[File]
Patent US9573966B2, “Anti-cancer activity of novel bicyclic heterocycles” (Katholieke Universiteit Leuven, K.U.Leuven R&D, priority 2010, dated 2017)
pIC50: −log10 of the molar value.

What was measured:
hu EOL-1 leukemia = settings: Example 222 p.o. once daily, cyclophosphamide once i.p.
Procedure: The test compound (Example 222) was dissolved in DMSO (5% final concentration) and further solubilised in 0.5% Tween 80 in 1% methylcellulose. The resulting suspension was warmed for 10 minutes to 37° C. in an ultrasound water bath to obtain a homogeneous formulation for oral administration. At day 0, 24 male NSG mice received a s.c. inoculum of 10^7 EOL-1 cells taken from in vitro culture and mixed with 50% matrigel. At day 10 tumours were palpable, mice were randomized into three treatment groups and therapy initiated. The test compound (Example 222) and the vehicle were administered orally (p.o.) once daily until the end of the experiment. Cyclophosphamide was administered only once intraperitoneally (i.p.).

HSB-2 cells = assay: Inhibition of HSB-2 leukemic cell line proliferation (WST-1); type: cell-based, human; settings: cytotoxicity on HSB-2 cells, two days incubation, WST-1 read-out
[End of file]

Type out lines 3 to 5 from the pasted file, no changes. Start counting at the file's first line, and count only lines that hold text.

What was measured:
hu EOL-1 leukemia = settings: Example 222 p.o. once daily, cyclophosphamide once i.p.
Procedure: The test compound (Example 222) was dissolved in DMSO (5% final concentration) and further solubilised in 0.5% Tween 80 in 1% methylcellulose. The resulting suspension was warmed for 10 minutes to 37° C. in an ultrasound water bath to obtain a homogeneous formulation for oral administration. At day 0, 24 male NSG mice received a s.c. inoculum of 10^7 EOL-1 cells taken from in vitro culture and mixed with 50% matrigel. At day 10 tumours were palpable, mice were randomized into three treatment groups and therapy initiated. The test compound (Example 222) and the vehicle were administered orally (p.o.) once daily until the end of the experiment. Cyclophosphamide was administered only once intraperitoneally (i.p.).